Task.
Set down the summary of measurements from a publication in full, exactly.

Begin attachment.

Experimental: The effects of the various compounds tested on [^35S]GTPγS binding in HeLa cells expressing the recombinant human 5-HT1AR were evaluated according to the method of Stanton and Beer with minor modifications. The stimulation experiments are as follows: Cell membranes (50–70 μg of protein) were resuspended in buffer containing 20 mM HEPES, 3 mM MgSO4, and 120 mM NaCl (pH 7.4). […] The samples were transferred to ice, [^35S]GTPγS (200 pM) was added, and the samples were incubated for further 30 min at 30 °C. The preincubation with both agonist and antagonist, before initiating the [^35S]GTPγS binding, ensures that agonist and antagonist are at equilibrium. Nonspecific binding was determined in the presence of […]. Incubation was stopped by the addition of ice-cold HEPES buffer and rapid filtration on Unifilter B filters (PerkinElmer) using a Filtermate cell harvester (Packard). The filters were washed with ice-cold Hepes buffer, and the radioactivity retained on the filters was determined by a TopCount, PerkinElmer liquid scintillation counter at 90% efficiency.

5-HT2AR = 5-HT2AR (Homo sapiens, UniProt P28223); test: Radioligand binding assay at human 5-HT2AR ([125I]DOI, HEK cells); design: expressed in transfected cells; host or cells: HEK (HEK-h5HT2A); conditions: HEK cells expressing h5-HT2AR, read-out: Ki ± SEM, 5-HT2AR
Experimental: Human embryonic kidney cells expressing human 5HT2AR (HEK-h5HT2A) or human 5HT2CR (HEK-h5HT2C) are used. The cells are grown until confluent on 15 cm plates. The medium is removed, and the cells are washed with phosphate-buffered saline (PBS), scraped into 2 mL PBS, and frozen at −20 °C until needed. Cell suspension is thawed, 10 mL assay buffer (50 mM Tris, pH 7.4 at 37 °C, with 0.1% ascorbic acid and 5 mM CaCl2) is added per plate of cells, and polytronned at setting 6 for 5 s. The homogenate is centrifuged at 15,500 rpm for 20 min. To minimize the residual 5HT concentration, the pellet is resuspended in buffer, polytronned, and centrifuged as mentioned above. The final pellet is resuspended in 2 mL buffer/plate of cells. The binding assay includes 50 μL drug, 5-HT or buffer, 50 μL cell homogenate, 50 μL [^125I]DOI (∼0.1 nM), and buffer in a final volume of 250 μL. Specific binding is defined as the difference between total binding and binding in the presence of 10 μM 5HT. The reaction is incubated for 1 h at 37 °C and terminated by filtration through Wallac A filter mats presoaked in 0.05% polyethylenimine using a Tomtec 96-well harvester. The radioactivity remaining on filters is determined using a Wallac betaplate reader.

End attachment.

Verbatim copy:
Experimental: The effects of the various compounds tested on [^35S]GTPγS binding in HeLa cells expressing the recombinant human 5-HT1AR were evaluated according to the method of Stanton and Beer with minor modifications. The stimulation experiments are as follows: Cell membranes (50–70 μg of protein) were resuspended in buffer containing 20 mM HEPES, 3 mM MgSO4, and 120 mM NaCl (pH 7.4). […] The samples were transferred to ice, [^35S]GTPγS (200 pM) was added, and the samples were incubated for further 30 min at 30 °C. The preincubation with both agonist and antagonist, before initiating the [^35S]GTPγS binding, ensures that agonist and antagonist are at equilibrium. Nonspecific binding was determined in the presence of […]. Incubation was stopped by the addition of ice-cold HEPES buffer and rapid filtration on Unifilter B filters (PerkinElmer) using a Filtermate cell harvester (Packard). The filters were washed with ice-cold Hepes buffer, and the radioactivity retained on the filters was determined by a TopCount, PerkinElmer liquid scintillation counter at 90% efficiency.

5-HT2AR = 5-HT2AR (Homo sapiens, UniProt P28223); test: Radioligand binding assay at human 5-HT2AR ([125I]DOI, HEK cells); design: expressed in transfected cells; host or cells: HEK (HEK-h5HT2A); conditions: HEK cells expressing h5-HT2AR, read-out: Ki ± SEM, 5-HT2AR
Experimental: Human embryonic kidney cells expressing human 5HT2AR (HEK-h5HT2A) or human 5HT2CR (HEK-h5HT2C) are used. The cells are grown until confluent on 15 cm plates. The medium is removed, and the cells are washed with phosphate-buffered saline (PBS), scraped into 2 mL PBS, and frozen at −20 °C until needed. Cell suspension is thawed, 10 mL assay buffer (50 mM Tris, pH 7.4 at 37 °C, with 0.1% ascorbic acid and 5 mM CaCl2) is added per plate of cells, and polytronned at setting 6 for 5 s. The homogenate is centrifuged at 15,500 rpm for 20 min. To minimize the residual 5HT concentration, the pellet is resuspended in buffer, polytronned, and centrifuged as mentioned above. The final pellet is resuspended in 2 mL buffer/plate of cells. The binding assay includes 50 μL drug, 5-HT or buffer, 50 μL cell homogenate, 50 μL [^125I]DOI (∼0.1 nM), and buffer in a final volume of 250 μL. Specific binding is defined as the difference between total binding and binding in the presence of 10 μM 5HT. The reaction is incubated for 1 h at 37 °C and terminated by filtration through Wallac A filter mats presoaked in 0.05% polyethylenimine using a Tomtec 96-well harvester. The radioactivity remaining on filters is determined using a Wallac betaplate reader.